Electronic health records may be more prevalent in the health industry, but user satisfaction has dropped with an increasing number of users saying they are very dissatisfied with their EHR's ability to decrease workload.
Electronic health records (EHRs) may be more prevalent in the health industry, but user satisfaction has dropped, according to a new survey of clinicians.
The American College of Physicians (ACP) and AmericanEHR Partners surveyed more than 4,000 clinicians between March 2010 and December 2012. During that time user satisfaction fell 12%, while the number of users who said they were “very dissatisfied” increased 10%.
“Dissatisfaction is increasing regardless of practice type or EHR system,” Michael S. Barr, MD, MBA, FACP, who leads ACP's Medical Practice, Professionalism & Quality division, said in a statement.
The most dissatisfied group was surgical specialists, while primary care physicians were more satisfied than medical subspecialists.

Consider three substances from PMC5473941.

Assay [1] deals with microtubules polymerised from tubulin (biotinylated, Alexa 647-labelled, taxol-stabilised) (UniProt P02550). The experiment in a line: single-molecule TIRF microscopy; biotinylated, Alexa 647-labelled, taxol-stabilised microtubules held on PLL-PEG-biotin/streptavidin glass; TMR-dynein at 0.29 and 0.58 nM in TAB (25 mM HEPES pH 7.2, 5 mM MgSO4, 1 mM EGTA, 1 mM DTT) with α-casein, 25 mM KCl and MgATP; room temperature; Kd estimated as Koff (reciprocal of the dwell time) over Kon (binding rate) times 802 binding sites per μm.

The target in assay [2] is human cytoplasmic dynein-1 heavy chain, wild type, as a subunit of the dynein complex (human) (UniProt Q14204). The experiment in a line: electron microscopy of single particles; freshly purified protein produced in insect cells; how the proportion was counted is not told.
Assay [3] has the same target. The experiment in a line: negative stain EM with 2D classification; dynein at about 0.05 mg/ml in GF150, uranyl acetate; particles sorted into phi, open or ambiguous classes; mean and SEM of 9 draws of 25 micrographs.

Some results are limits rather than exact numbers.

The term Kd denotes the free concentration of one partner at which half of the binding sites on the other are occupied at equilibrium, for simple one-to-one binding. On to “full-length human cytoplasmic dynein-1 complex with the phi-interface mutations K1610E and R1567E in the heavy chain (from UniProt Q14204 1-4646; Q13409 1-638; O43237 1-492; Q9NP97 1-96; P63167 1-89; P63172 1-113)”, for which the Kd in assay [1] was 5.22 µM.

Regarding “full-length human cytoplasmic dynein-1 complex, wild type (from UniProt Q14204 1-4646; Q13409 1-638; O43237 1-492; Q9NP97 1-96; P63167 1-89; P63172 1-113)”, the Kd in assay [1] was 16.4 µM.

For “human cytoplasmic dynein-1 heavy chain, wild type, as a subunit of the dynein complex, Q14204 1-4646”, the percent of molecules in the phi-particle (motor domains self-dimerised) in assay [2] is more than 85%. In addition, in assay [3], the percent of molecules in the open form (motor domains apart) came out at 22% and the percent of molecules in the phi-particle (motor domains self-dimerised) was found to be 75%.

In 2012, 39% of clinicians said they would not recommend their EHR to a colleague, which was up from 24% in 2010. Furthermore, 34% said they were “very dissatisfied” with the ability of their EHR to decrease workload, an increase from just 19% in 2010.
Another problem with EHRs is that users are finding it difficult to return to productivity after implementing the technology. Almost a third (32%) of users said they had not returned to normal productivity compared to 20% in 2010. According to health information experts, users should expect it to take at least three months to return to
pre-EHR implementation productivity levels,
and there are a number of factors that determine that length of time,
including size of practice — the larger the practice, the longer it take.
Of the clinicians surveyed, 71% were in practices of 10 physicians or less and 82% intended to participate in the Meaningful Use incentive program.
“These findings highlight the need for the Meaningful Use program and EHR manufacturers to focus on improving EHR features and usability to help reduce inefficient work flows, improve error rates and patient care, and for practices to recognize the importance of ongoing training at all stages of EHR adoption,” Barr said.